Casi­nos, wages: two di­verse choices on your bal­lot

The Weekly Vista - - Opinion - MAYLON RICE

The fi­nal two ques­tions on the 2018 Gen­eral Elec­tion bal­lot both con­cern money.

Casino gam­bling dol­lars are con­tained in Ques­tion 4 while the de­bate of man­dat­ing a cal­en­dar of raises to the state’s min­i­mum wage to $11 by Jan­uary 2021, is found in Ques­tion 5.

It is pos­si­ble that these two ques­tions are sleep­ers to the vot­ers, de­spite the gaudy, lav­ish and celebrity-filled pro­mo­tion for the casino ques­tion as seen on tele­vi­sion sets and ra­dio broad­casts of late.

A look at both ques­tions be­gins now.

• Ques­tion 4: The casino ques­tion.

The bal­lot ti­tle reads as fol­lows: An Amend­ment to re­quire four li­censes to be is­sued for Casino Gam­ing in Casi­nos, one each in Crit­ten­den (South­land Rac­ing Cor­po­ra­tion), Gar­land (to Oak­lawn Jockey Club Inc.) and Pope and Jef­fer­son Coun­ties. In lay­man’s lan­guage:

Four li­censes would be is­sued, two of those to South­land Rac­ing Cor­po­ra­tion in West Mem­phis, i.e. the Dog Track; and Oak­lawn Jockey Club Inc. of Hot Springs, the Horse Track. Both of these venues al­ready have what the state calls “In­stant Rac­ing,” in other words there are elec­tronic games to be played as gam­bling. What this will do is al­low hu­man gam­bling, cards, dice and other games of gam­bling skills at Hot Springs and West Mem­phis. Also two li­censes will be is­sued for Pope County (Russellville) and Jef­fer­son County (Pine Bluff).

Both the Jef­fer­son and Pope Li­censes must be within two miles of the city lim­its of Pine Bluff and Russellville, as writ­ten into the act. Since Pope County is a “dry” county, the pas­sage of this act will al­low the Pope casino to serve on-premises al­co­hol with­out a vote of the cit­i­zens of Pope County. That was also writ­ten into the Amend­ment. Imag­ine that.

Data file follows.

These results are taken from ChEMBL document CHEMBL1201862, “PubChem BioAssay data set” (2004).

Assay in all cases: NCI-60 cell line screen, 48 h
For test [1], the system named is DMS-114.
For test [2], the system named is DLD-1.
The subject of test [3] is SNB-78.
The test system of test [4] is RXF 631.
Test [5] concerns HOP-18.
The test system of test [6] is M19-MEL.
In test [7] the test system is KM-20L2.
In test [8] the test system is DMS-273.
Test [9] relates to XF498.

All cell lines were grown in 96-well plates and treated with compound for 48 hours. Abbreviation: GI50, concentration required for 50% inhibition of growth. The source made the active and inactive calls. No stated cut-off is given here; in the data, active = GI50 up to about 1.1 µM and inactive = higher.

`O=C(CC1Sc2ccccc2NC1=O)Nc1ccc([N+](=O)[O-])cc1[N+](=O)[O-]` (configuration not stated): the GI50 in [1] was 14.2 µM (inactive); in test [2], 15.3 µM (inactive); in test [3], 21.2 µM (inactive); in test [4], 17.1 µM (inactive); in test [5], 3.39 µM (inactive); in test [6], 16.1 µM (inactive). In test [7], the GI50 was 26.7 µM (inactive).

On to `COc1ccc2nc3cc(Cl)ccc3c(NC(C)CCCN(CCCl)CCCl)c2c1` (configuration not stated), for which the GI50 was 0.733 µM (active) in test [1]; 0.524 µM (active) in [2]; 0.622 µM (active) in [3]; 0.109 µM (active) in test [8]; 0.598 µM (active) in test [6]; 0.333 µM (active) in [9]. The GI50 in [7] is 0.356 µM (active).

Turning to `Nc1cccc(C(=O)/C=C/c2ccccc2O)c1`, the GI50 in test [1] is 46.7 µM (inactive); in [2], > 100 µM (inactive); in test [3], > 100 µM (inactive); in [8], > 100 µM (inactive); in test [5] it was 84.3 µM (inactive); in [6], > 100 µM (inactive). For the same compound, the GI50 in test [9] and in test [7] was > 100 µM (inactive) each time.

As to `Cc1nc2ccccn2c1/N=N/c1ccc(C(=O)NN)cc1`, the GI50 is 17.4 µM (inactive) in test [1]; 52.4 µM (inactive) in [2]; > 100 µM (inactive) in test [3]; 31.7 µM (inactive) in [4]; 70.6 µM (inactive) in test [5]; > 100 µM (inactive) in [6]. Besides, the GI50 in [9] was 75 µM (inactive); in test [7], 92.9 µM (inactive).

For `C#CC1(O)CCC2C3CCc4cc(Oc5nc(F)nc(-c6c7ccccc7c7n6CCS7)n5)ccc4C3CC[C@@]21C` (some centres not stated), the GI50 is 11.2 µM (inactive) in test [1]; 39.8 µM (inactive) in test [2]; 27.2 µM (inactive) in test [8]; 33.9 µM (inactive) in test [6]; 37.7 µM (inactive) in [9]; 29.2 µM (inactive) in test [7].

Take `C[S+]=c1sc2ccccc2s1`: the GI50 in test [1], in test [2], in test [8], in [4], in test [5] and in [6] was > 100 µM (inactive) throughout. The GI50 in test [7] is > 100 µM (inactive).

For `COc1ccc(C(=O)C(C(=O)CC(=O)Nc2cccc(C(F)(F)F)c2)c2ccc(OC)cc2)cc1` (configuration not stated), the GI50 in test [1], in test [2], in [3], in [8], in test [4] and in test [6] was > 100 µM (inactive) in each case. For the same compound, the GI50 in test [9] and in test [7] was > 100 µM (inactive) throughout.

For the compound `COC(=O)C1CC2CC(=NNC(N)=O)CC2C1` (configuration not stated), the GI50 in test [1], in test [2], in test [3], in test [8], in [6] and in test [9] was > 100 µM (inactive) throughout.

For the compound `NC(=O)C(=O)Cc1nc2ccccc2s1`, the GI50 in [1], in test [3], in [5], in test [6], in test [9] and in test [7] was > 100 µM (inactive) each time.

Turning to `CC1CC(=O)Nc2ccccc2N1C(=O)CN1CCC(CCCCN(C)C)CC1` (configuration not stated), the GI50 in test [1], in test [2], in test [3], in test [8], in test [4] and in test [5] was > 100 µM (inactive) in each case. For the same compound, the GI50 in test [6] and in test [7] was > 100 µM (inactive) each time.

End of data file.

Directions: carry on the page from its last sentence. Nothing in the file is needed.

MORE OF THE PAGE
There is an ex­ten­sive divi­sion of the gam­bling pro­ceeds and how they shall be cal­cu­lated and ap­plied to state govern­ment.

My take on it: This is a boon­dog­gle to try, once again, to bring in casino gam­bling and in the Pope County case, bring in on-premises liquor con­sump­tion with­out the pub­lic vote. I do not like for­mer OU coach Barry Switzer, on one hand a shame­less shill for the Casi­nos in Ok­la­homa try­ing to wax philo­soph­i­cal about why Arkansas needs casino gam­bling rev­enues. He is, af­ter all, a happy cit­i­zen of Ok­la­homa now, not the Boot­leg­ger’s Boy from Cros­sett or as he puts it a foot­ball player from Fayetteville. Did any­body no­tice he choked on say­ing Univer­sity of Arkansas in his com­mer­cials?

I’ll vote No on this ques­tion. Both race tracks have enough gam­bling go­ing on of the me­chan­i­cal kind with rev­enues to be jeal­ous of un­der our cur­rent laws.

• Ques­tion No. 5 – An Act to In­crease the Arkansas Min­i­mum Wage. The bal­lot ti­tle reads: An Act to amend the Arkansas Code con­cern­ing the state min­i­mum wage; the Act would raise the cur­rent State min­i­mum wage from $8.50 to $9.25 per hour by Jan. 1, 2019; would raise the wage to $10 per hour by Jan. 1, 2020 and to $11.00 per hour by Jan. 1, 2021.

My take on it. At first blush it sounds great. Peo­ple work­ing at the min­i­mum wage by the hour need more in­come. But what will hap­pen to the small busi­nesses that have to ab­sorb these in­creases man­dated by this act. Will this re­ally work in a ru­ral, un­de­vel­oped state like Arkansas. Those mak­ing min­i­mum wage cur­rently, as em­ploy­ees, are they re­ally trained and have the job skills to match that $9.25, $10 and $11 per hour man­dated by this act.

I’ll still be pon­der­ing this when I en­ter the booth.

And I hope the dis­sec­tion of these five ques­tions

over the past two weeks have helped you make up your minds.

Please vote on Nov. 6.

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